TAR-RU: The story of Lake Victoria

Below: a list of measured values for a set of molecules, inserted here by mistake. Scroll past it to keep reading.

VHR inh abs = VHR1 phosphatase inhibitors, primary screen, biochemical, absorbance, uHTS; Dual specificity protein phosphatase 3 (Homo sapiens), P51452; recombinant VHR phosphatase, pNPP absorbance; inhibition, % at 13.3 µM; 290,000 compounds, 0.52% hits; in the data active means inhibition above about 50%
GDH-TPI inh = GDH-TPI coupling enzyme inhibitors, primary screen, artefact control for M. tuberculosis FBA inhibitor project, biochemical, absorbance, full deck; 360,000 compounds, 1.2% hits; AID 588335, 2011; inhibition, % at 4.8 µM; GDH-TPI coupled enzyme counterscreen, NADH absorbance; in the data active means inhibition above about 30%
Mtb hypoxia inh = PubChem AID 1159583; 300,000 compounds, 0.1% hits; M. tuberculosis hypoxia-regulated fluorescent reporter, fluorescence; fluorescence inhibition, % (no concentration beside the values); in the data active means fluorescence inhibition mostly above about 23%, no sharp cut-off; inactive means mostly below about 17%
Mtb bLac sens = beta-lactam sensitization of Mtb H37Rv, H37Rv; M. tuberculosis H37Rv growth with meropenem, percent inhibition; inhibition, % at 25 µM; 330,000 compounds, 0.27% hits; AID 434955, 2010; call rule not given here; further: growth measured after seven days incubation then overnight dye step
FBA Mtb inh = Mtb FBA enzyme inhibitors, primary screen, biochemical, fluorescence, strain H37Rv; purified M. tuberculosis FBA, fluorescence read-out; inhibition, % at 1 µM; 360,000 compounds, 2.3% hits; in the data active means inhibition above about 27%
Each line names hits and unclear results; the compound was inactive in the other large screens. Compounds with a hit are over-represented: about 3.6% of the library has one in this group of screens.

[Waves lapping, bird sounds] [Music] David Allen: It is an ancient lake, one of the great wonders of the nation. Tar-ru, known more recently as Lake Victoria, is a place of reckoning. It is the place where Australia’s past confronts its future. In a remarkable twist of fate, Tar-ru has recently revealed evidence of a sophisticated and prosperous Indigenous civilisation, which of course precedes European colonisation of this land. This area was home to a society which challenges and overturns conventional ideas about the evolution of human civilisation but Tar-ru offers more than just a unique understanding of the past. Since exploration and settlement of the region around Tar-ru, the land has endured pressure previously unknown. Over a century of stock grazing and agriculture have interrupted the rhythms of nature. For much of this time, this lake has operated as an artificial but vital water storage too, which has added to the stress on the environment and overlooked the cultural heritage values of the area. For the past 10 years Lake Victoria has been the epicentre of a remarkable challenge, to find a sustainable balance where water supply, land use, and environmental and cultural values are respected. Encompassed by Mallee desert, Lake Victoria in far South-Western New South Wales is nourished by, and in turn nourishes, the River Murray, its waters returning through the Rufus River. Twenty thousand years ago the lake was an enormous resource of 40 kilometres in diameter, as big as the artificially-constructed expanses of water today. Its perimeter then stretched to today’s sand plains to the west and north, and to the high lunette in the east. When the river it relied on dropped some 10,000 years ago, Tar-ru’s shoreline receded. The lake became a grand oasis in the parched interior of an increasingly thirsty continent. When the first Europeans saw it, that oasis was home to the Barkindji Maraura people. For thousands of years Lake Victoria was an oasis midst the extremes of the Australian climate. It was a resilient resource that sustained an abundance of wildlife and a prosperous Indigenous civilisation. The waters of Lake Victoria flooded and fell dramatically. For the new users of Lake Victoria, this was frustrating. In 1902 governments began the process of sharing the River Murray. This ultimately led to irreversible changes at Lake Victoria. One of the premier initiatives of an emboldened Australian federation would be to tame the erratic waters of the Murray and Darling Basin. In 1917 the River Murray Commission, now known as the Murray-Darling Basin Commission, was established to manage the water in the Murray River system. The aims were to create water storages and to control the level of the Murray River for safe and reliable navigation. Later, regulation would become vital in irrigating and opening up the arid Murray Basin to cultivation. One component was the regulation of Lake Victoria as a water storage. Construction of regulators, an artificial inlet channel, and embankments was completed by September 1927. Don Blackmore: Well what’s changed is when Lake Victoria was first thought about, which was back in the 1920s, we were just building Hume Dam. Hume Dam was then the second largest dam on earth, and the pressures were very slight. What people were trying to do was take out the variability of flow in this river, which has a very high variability of flow. They were just trying to make sure they could drought-proof themselves. Since then we’ve had 65 major dams built in this basin, 600,000 private water supply dams, stock and domestic dams and the like. We now store, in this basin, one and a half times the average annual flow of every river. So the whole demand pattern in this basin has just changed dramatically. We’re now consuming – when Lake Victoria was first conceived we were consuming less than one million mega litres a year, and we’re now consuming 11 million mega litres of water a year, out of this basin. So it’s just been a massive change, and we’ve all benefited from the economic performance of that. David Allen: Seventy years on, in early 1994, the level of the lake was lowered for maintenance on the regulators. Alf Richter: We were a bit concerned about our structure. Twelve months earlier we’d done work on the inlet regulator, which was pretty extent. So we then we thought we’d better do the outlet regulator in the winter. We repaired the gate which wouldn’t close. We’ve replaced a lot of stone, a lot of riprap which was down the downstream side of the tow. We replaced quite a few of those – well quite a few tonne of that. We’ve built a new wall, a diffusion wall below the structure, on the sill, which breaks up the flow or the stream so it will cause no scouring now, or hopefully it won’t. This structure hadn’t been looked at for near on 60 years, so about time we done some repairs. David Allen: Neither Alf Richter nor the Murray-Darling Basin Commission, could have anticipated that an apparently routine procedure would have such far-reaching implications. Lowering the lake was like opening a book, a rare and important volume of Australian history, which had remained closed for 70 years. The lake held secrets which would change lives. While the waters were low, Colin Pardoe, a physical anthropologist, had been asked by the Barkindji to use the opportunity to salvage some known Aboriginal burials on the lake floor. Colin Pardoe: I started doing archaeological field work in about ’84, spending a lot of time surveying, walking around observing and describing what’s on the ground, out at Lake Victoria a number of times, from ’84 onwards. I was recording small clusters of burials on the lunette, on that big sand dune on the leeward side, down on the southern end. We knew that there was a cemetery on the lake edge. We knew that a large number of burials had been taken out in the ’40s, 1940s, which have subsequently been re-buried. We knew that there was wave action and wind action that was affecting the margins of this lake, because all these lakes are used for water storage and they’re kept artificially high. So these big shallow reaches where the wave action actually touches the ground can scour them a bit. When the water goes down, like it did in Lake Victoria when they were fixing the regulator, do you know it was such a fantastic opportunity. You go out there and you have a look, because you’re seeing stuff that hasn’t been exposed for a very, very long time. David Allen: The existence of Aboriginal burial sites around the lake shore had been known for many years, but as Pardoe and his colleagues began recording the burials, they found many more than had been expected. This was a very large cemetery. The Murray-Darling Basin Commission and the New South Wales National Parks and Wildlife Service, arranged for a large survey of the area to find out exactly how many Aboriginal burials there were. The high estimates of the number of Aboriginal burials at Lake Victoria had attracted immediate attention.>From the earliest time, the Barkindji elders had a plan for what had to be done. Roddy Smith: I want protection work done here. I don’t care what other people say about things, they can talk about what they want to talk about. I want to do things for my ancestors, what should be done. Not thinking about other people, what they think. Things have got to be done. I won’t take no from anyone what are trying to stop what I’m doing. David Allen: In 1994 Barkindji elders may have seemed uncompromising, but their fortitude would pave the way for a better understanding of the ecology and history of the lake. Lake Victoria was in the spotlight at a politically complex time. Mabo and the new native title legislation gave credence to the Indigenous perspective in the law. Nevertheless, set against the crucial need for water supply, cultural heritage and environmental concerns were real issues. The Murray-Darling Basin Commission began to directly negotiate with the Barkindji community. Don Blackmore: We wanted to engage, and I have to be honest, we didn’t quite know how to engage. We knew the Barkindji elders were the group that were ordained by their community to represent their views, and so we started a process of sharing the knowledge, sharing their feelings. We started to get from them a verbal history of the area, and had that recorded. So we got an oral history written down. We had an oral history and then we had it transcribed so that we had a record of what they were feeling about their area. We continued to work then on understanding the significance of the site. The more we understood, the more significant the site became, and that’s very important. David Allen: Among the first things done were large protection works on the lake shore. Years of fluctuating water levels, wave action and wind erosion on the Snake Island peninsula had exposed many burials and caused noticeable environmental degradation. Early works to stabilise the cliffs and control erosion had been partially successful, but a permanent solution was needed. Don Blackmore: Then we said well our skills, our natural engineering skills to deal with this, are the wrong set of skills, because we would have wandered in with hard engineering fixers in some way or other. So we went out and engaged a group of coastal engineers, people who understood the wave dynamics and other things that were happening in this area, so the – to see whether there was possibly a solution we could get that would protect the burials, restore the vegetation around the area which had been destroyed by our operations. David Allen: The construction of this massive sand barrier was the engineering fix. It has largely protected the headland, the shoreline, and the cultural materials they contain. The environmental and cultural protection program included the removal of stock from the sensitive cultural sites, which in turn would also assist re-vegetation and erosion control. Some areas of the lake shores are now isolated by fences. Properties which fronted the lake shore were directly affected by this decision. Whilst the fences protected the important areas, they also cut off lake access to thirsty sheep. Bob Duncan: We did agree to it, to put a fence, but we are losing by not using the land that’s fenced off. We have been assisted with a pipeline, second to none you might say, which gives us permanent water in all paddocks. So even in the drought, the severest drought that we’re having now, we’ve always had plenty of water for the stock. David Allen: In 1995 archaeologist Dr Jeanette Hope was engaged by the Commission. First to monitor the creation of the sand barrier at Snake Island, then to begin mapping and recording the increasing number of burials found eroding out of the lake shore. The complex story of human occupation of the area was unfolding. Roddy Smith: When you cleaned round, like you see when the ground is damp, you can always see where the hole had been dug so the person can be put in there. That’s why the black marker is showing, see? They didn’t dig that far – far enough that way. There is one there, you can see over there. It’s still under the ground there, see? David Allen: The burial protection work was significantly increased in 1996. Teams of Barkindji men from the local area were employed for this work. As these significant sites were identified and recorded, they were protected, covered by geotextile bags filled with sand. For those who worked on the conservation, this was far more than back-breaking labour. This was a long overdue opportunity to express their respect for their ancestors and their heritage. Christine Kelly: Well like they’re doing now, they never had a chance at all to do these things, early days. Our people knew that the burials were there, and because now the young kids are coming out and they’re working there, and then they’re getting to see something that people used to talk about years ago. They’re actually seeing it now, what’s laying there. It’s very important that they do something about it. At least they’re picking and then they work hard to protect – they’ve done a terrific job over these last three or four years. I’m hoping when everything is done there’ll be some water put back there and our ancestors will be protected by the water, you know? David Allen: Around the lake shore protection of shell middens, burials, and artefact scatters, such as these on the Talgarry Barrier, were causing concern. Because this low sandspit lies two metres below a high water mark, it’s difficult to protect it from erosion caused by rising and falling water levels. In 1996 the National Parks and Wildlife Service required the Murray-Darling Basin Commission to apply for a consent to damage or destroy the site under Section 90 of the New South Wales National Parks and Wildlife Act. Rick Farley: Well it was something that was legally required, because under the provisions of Section 90 of the National Parks and Wildlife Act in New South Wales, the approval of the Director-General is required before any Aboriginal relic can be disturbed or removed. So it was as simple as that. There were legal requirements on the commission to protect Aboriginal cultural heritage. Now that situation was not well understood by local land holders. So one of the benefits I think of the advisory committee was that it brought together Aboriginal people, agencies, private land holders. They came to appreciate the complexity of the issues and the legal responsibilities that the agencies had in relation to Aboriginal people. Having said that, my view is that the Aboriginal people were remarkably generous, because right from the word go, they said that they recognised a need to continue to provide water to private land holders, and the need to continue to provide water to downstream users. They could have just put their foot down and said no, we’re not going to negotiate. That would have created all sorts of problems for everyone. I think the Aboriginal people were very sophisticated and very mature in the way in which they approached the issues. David Allen: To apply for a consent, much more information was needed. Not just about the archaeology, but of the Aboriginal history and the natural environment. An Environmental Impact Study was required. As the EIS progressed the dimensions of the extraordinary Indigenous community that lived on the shores of this ancient lake began to unfold. The nature of this society has much to teach us about the future. When the first white explorers came to the area, they too noted the richness of the community around Tar-ru. During his epic journey rowing a boat along the Murray River, explorer Charles Sturt noted that Aboriginal populations intensified at the junction with the Darling River. He describes turning a bend in the river and surprising a large group of men, most likely a ceremonial gathering. Sturt was completely outnumbered, and the men became hostile, shouting and raising their spears. Thankfully Sturt was recognised by a warrior he’d befriended at an earlier stage of the same journey. Weapons were laid to rest and the expedition passed through without incident on this occasion. Sturt’s boat was to sail right past Tar-ru, but he noted that the district was heavily populated and was amazed at the numbers of people who approached him. Sturt: We seldom communicated with fewer than 200 daily. They sent ambassadors from one tribe to another to prepare for our approach. Natives were seen daily but they generally displayed a friendly attitude. David Allen: Several years later, in early 1838, Joseph Hawdon, droving a herd of cattle along the Murray River to Adelaide, became the first European to see Tar-ru. Hawdon’s renaming the lake Victoria, after his recently crowned young queen, indicates the impact this vision had upon the cattleman. Hawdon knew that he’d found a rare and valuable treasure. The waters and fertile shores of Tar-ru were as vital to the large population of Barkindji as to the steadily growing number of the white overlanders. As the overlanders became more and more intrusive, a struggle for dominance was looming. In early 1841 the South Australian Commissioner of Police, O’Halloran, made two expeditions to Tar-ru. He buried one white overlander and could not find the bodies of another three killed in conflicts with Indigenous warriors. On July 31, Assistant Police Commissioner Shaw and the Protector of Aborigines, Moorhouse, led a regiment of some 29 bushmen to the Rufus River. Promoted as a peace mission, it ended on 27 August in a massacre. A large group of Barkindji were trapped in crossfire between the east and west banks of the Rufus River. Those who jumped into the river to hide in the reeds were fired upon. Early accounts of the Rufus River conflict provide a range of theories of what took place on that day. Most likely the conflict involved a series of skirmishes, though the final showdown in the reeds of the Rufus River appears to be confirmed. This notorious battle of the Rufus was to be a turning point for the Barkindji at Lake Victoria, and is to this day commemorated. Many Indigenous survivors of the conflict later found work on the large pastoral leases that spread over the land. Others moved south, down the Murray. In the late nineteenth century epidemics played their part too, quickly devastating the once large and prosperous population of Tar-ru. By the 1890s only a handful of the original people were living in the Tar-ru area. The lake and rivers now bustled with paddle-boats as the pastoral properties flourished unhindered. The wool industry boomed. Surveys to identify historic and prehistoric heritage would present a detailed picture of the cultural richness of Lake Victoria. The full significance of the lake to archaeology in Australia emerged during the excavations and the months of analysis which followed. Dr Jeannette Hope: People had not only been buried around the lake, but they clearly lived there in large numbers for some time. We found lots of Aboriginal fireplaces, recognisable as clusters of burnt clay, huge numbers of stone artefacts. We subsequently during the EIS tried to do some statistics, but we’re talking about millions of artefacts. In one area, on the channel of French – of the Rufus River as it runs across the lake bed, we recorded 1200 whole and fragmented grindstones, which is a huge number. You don’t see grindstones in that number anywhere, partly because they’re collected – they’ve been collected, but also this was clearly a place where there was intensive use of grindstones, probably for grinding seeds or bulrush roots. We often saw these in clusters, we’d get two or three together. In combination you would have complex fireplaces, massive shell middens, that went on for hundreds of metres and sometimes up to a metre thick. We knew from some of the historical records that there were actually huts along the Frenchman’s-Rufus. So effectively you’re talking about a village. In fact you can sum it up by perceiving Rufus River coming into the southern lake bed, flowing across this little flood plain, as the road. We know people used bark canoes. There are scarred – a lot of the dead trees have canoe scars. The huts along the creek, and the burial grounds, the cemeteries, are in the little sandy rises at one end of the village. This is very rare, to get archaeological preservation of both the way people live, nearby where they bury the dead, plus historical records actually of descriptions of numbers of people living in houses. This is extremely rare. David Allen: Lake Victoria is something of an archaeological contradiction. It’s important not because it’s particularly old, but because it’s relatively young. In Western New South Wales, lakes such as Mungo are famous for their early Aboriginal occupation of 45,000 years ago. The oldest radiocarbon dates at Lake Victoria go back only 14,000 to 18,000 years, and most are much younger, less than 2500 years old. Archaeology reveals that over the last few thousand years in Australia, there were more open sites, the first known Aboriginal cemeteries were established, and the number of sites increased dramatically. Some archaeologists think that this points to population growth, and perhaps economic change. Dr Jeannette Hope: This has been highly debated, and not everybody agrees with it. However, it has worldwide significance because we know that elsewhere in the world human populations generally start growing rapidly, and to high numbers, over the last 5000 plus years. This is generally associated with the development of agriculture. It would be extremely intriguing if the same thing happened in Australia where agriculture didn’t develop. Now why is Lake Victoria interesting? At Lake Victoria, at one place, all the criteria for this area of late Holocene intensification can be found in the one place. The high localised intense use of resources, specifically water resources, river, lake resources, a very dense occupation and a very short time frame. David Allen: For many years the waters of Lake Victoria had concealed this Barkindji heritage. The same waters yielded more recent stories too. Stories of overlanders, pastoralists, labourers, and the lives and societies which sprang up around them. Male: 20mm cannon, 50 cal, .303, and here are the slugs. That’s the cannon slug, and the 50 cal. David Allen: During the Second World War, No. 2 Operational Training Unit of the RAAF used the lake for air gunnery training. Two planes crashed into the lake. At the Rufus River outlet there is now a plaque to commemorate the airmen who lost their lives here. After the war a new period of development began. Lake Victoria properties were again subdivided as part of the soldier resettlement scheme. When he visited the area in 1844, the explorer Charles Sturt enthused about the thriving birdlife and diversity of Lake Tar-ru. Sturt: The expanse of water on which were innumerable water fowl. The majestic swan, the screaming long-billed ‘Navarete’, and the spur-winged plover form a beautiful picture. David Allen: Decades of pasture and water regulation have radically changed this picture. The surrounding area was heavily over-grazed. Huge sheep properties sprang up around the lake. Stations which now carefully carry around 5000 sheep, once carried up to 100,000. New cropping methods downstream met international market demands, but the agricultural boom extracted a high ecological price. Dr Ian Sluiter: One of the downsides of lake operations has been that salinity has increased dramatically around the lake itself. That’s caused the tree death and tree decline of large areas of Black Box particularly, on the flood plain towards the Murray River and out to the east side of the lake as well. Effectively what happens is, underneath the whole area there is an underground aquifer which is highly saline, more saline than seawater. By putting a large freshwater body over it, it pushes the salt out hydraulically and of course that would manifest itself in the salt expressing itself in the – at the surface in low-lying areas outside the lake itself. David Allen: Bob Duncan and his sons have run a successful merino stud on the foreshores of the lake for almost 50 years. He knows all too well the challenge of running his business on fragile country in a low rainfall zone. He too has witnessed the increase of salt-effected country. Bob Duncan: It’s a glorious bit of wool… I think they’re beginning to realise, by that – putting that bank up in 1928 to get double capacity for South Australia, for their irrigated settlements, they didn’t know enough about the salt business. Probably they wouldn’t have cared then, because water looked good. See, in the ’56 flood when there was 10,000 acres of our country flooded, the hierarchy from South Australia, wouldn’t it be good if we could harness all that water? David Allen: There is no doubt that water regulation has played a significant role in the wealth of the nation. The question today is, at what price? Raising the level of the water in the lake for sustained periods has destroyed the woodland and swamp vegetation along the lake shore and caused severe erosion. Management of the natural environment, water levels and river flows, and a review of farm practises, are the critical ingredients for a new partnership of sustainability in the region. Annabelle Walsh: Over the last 200 years that we have been here – well Europeans have been in Australia – we have farmed the land with European eyes. We have managed the water systems under the practises that were established in Europe. It’s only now that the people who are managing the water are saying whoops, we’re under – we’re dealing with a different landscape here, and land system. We have to do it differently. You will find landholders are starting to see that as well. They’re saying whoops, we can’t set stock, we need to rotationally graze. We have to crop differently. We have to look at what’s happening to the ground water. We really have to work as a team. We have to get science, government, and land holders really working as a team. David Allen: The Murray River has been so radically changed in less than a century, that it is now in crisis. Low flows since 1996 have allowed the Murray mouth to block with sand, threatening the ecology of the Coorong. Since October 2002, the Murray mouth has been kept open by dredging. Don Blackmore: We all want the food and fibre this mighty river produces for us, right? But we also don’t want to take our kids down to a desert, right? We don’t want to take them down to a river that looks like a desert because we haven’t been able to protect the fringing vegetation. We’ve got our fish population down to about 10 per cent of the natural population. Well is that good enough? We’ve got the Murray mouth almost closed with the dredge down there pumping sand to keep it open. Well are these things indicating the right balance? I think what we’ve got to do is to make sure we listen to what our community say about balance, and we’re not going to have everybody clapping or singing to the same hymn sheet at the end of the day, but we want as many as we can. We want sufficient consensus on what is a sensible outcome from this river, and we’re working towards that. David Allen: The health of the Murray River, and the future sustainability of its waters, has challenged the whole community. Now a $500 million partnership between the Australian Government and the states is developing a national water initiative to define water rights, and therefore ensure regular flows back to the Murray. Don Blackmore: The reality is, you do what knowledge tells you. Having invested now, the Commission and the states, over the last 20 years to understand about the environmental health of the river, the very things that sustain the values that we want, we’d be foolhardy to ignore that message, and that information. David Harriss: Well I suppose we’ve learnt an enormous amount over the last 70 or 80 years since we’ve been operating the lake. We’ve learnt all about the hydrogeology. We’ve learnt all about the hydrology and how – the impacts that’s had on the environment. We’ve learnt all the lessons of adopting European land management practises in a really harsh and fragile Australian environment. We’ve learnt this over a number of generations. I suppose the next couple of generations are going to demonstrate how much we’ve learnt. How we can apply new methods of agriculture, how we can include the cultural heritage and – as a perspective in our land management, how we treat the environmental hazards, how we actually manage for the environment. All those things have got to come together. It’s going to take generational change, but Lake Victoria’s brought it all together in a hurry, and we’re going to have to do that otherwise it will just keep declining for all purposes. Male: [Speaks foreign language]. Welcome to our land in Barkindji language. So could you please clap the rhythm… [Clapping beat] Male: …or dance the rhythm. David Allen: In October 2002 the Lake Victoria Cultural Landscape Plan of Management was launched at Rufus River. This was an important milestone. After years of concern, negotiation and compromise, the plan is a blueprint for the future. At its heart is a commitment to ongoing consultation between the stakeholders, which will see the Barkindji elders taking on a greater role in managing Aboriginal cultural heritage and conservation matters. Rick Farley chaired the discussions of the advisory group through the long period of consultation and negotiation. As tough as it was at times there’s optimism that a realistic balance has been achieved. Rick Farley: Well the only thing that I can really base any judgement on is the fact that there seems to be a view from most of the stakeholders that so far they can live with the outcomes. The Aboriginal people I’m sure would say that this is not the best way to protect Aboriginal cultural heritage, but they also recognise the reality of the other requirements that are on the Commission, in terms of supplying water to downstream users and to other local land holders. So probably Aboriginal people wouldn’t regard it as a 100 per cent success, but it’s something that they appear to believe that they can live with.>From the point of view of private land holders, there are some ongoing issues. Some of them may require additional action by the Commission, but I haven’t heard any land holders say that their position is absolutely untenable as a result of the development of the management plan. Warren Duncan: I think the actual process of the management plan and everything that’s gone with it, it’s been fairly stressful on each of the people that have been around the lake. I think the actual process in the long run has actually probably cleared out a lot of the worries in relation to – people have actually been given a little bit more surety of what direction they’re actually heading on their properties and that. The cultural heritage has now been protected in relation to our area of the lake, is what we consider, and to actually get vegetation on a hostile environment like the beachfront of Dunedin Park and Talgarry, basically there’s regeneration of vegetation all the way along the actual beachfront, which is basically achieving what needs to occur. What it’s actually doing is trapping sand, and basically building up the eastern beach. We seem to be winning in relation to the actual – the protection of cultural heritage is occurring, and hopefully we’re actually – in the eyes of everybody concerned, it’s actually doing the job that needs to be done. David Allen: The management plan is a dynamic document. It has provisions for review and monitoring, and the capacity to react to new circumstances and new pressures as they develop. David Dole: Out of that I think we’ve got a balance. It’s a balance that isn’t what – everything that everybody expected, but it’s a fair bit of what most people expected. I think that balance has been something that we’ve learnt can be achieved, not without pain, but it’s achieved here I think in a very spectacular way with it. We’re operating the storage now at a time of critical drought. You can see from the vegetation that there’s been quite a deal of success in recovery of natural vegetation. Protection of burials has been pretty well done. It will have to be continued to be worked on. There’s a balance that I think reflects what we were trying to achieve in the first place, what we learnt we had to achieve after the first few years of discussion. Jane Roots: Yeah, I think natural resource management is involving Aboriginal communities, and natural resource management is a huge step towards reconciliation at a national scale. It’s actually a fundamental step, because of Aboriginal culture. I’m not one to speak on it, but because of the sense of country. That’s what our obligations as natural resource managers – we have to take that into consideration. We’re not managing natural resources until we manage the Aboriginal community’s expectations and their involvement in that landscape. It’s country, it’s their country, and we can’t manage it unless we actually understand that. Roddy Smith: The best thing that ever came out of this, all this mucking around and talking about things, is the protection of the burial site. It’s the best thing that ever happened. Yeah, we needed the protection very badly, and we got it. I’m pleased with that. My people are pleased with it too. Male: That’s the original burial site… Rick Farley: I think perhaps the lasting legacy of this process is going to be firstly building of capacity within the Aboriginal community. For instance, there is now and Aboriginal Cultural Heritage Officer employed at Lake Victoria, specifically to deal with the heritage that exists here. The lasting legacy well may not be a management plan in terms of a document, but the lasting legacy I think is likely to be improvements in relationships. That is the basis of a healthy community. Christine Kelly: Well the past is the past I suppose. Now all we’ve got to do is look for the future. I’m sure that things are going to work out good out there, in Lake Victoria, because I can see it happening. The people are all coming together and there’s more children showing interest in Lake Victoria now, these days, because they go out on a regular basis and have a look around. That’s all that matters to me, it’s – our kids in the future, you know? There’s a big picture out there. We need to work together and solve it. I think it’s going to be great, Lake Victoria. David Allen: The story of Lake Victoria crystallises many of the driving issues in Australia’s national development. At a time when problems and environmental degradation and salinity are as significant as water scarcity, the story revealed by archaeology encourages a long-term view of land and water management. Lake Victoria teaches one central lesson. Shared responsibility is the key to future sustainability. This may be the lesson of Lake Victoria, but Tar-ru offers us much more, a unique understanding of the complexity and sophistication of Indigenous society in Australia. [Music plays]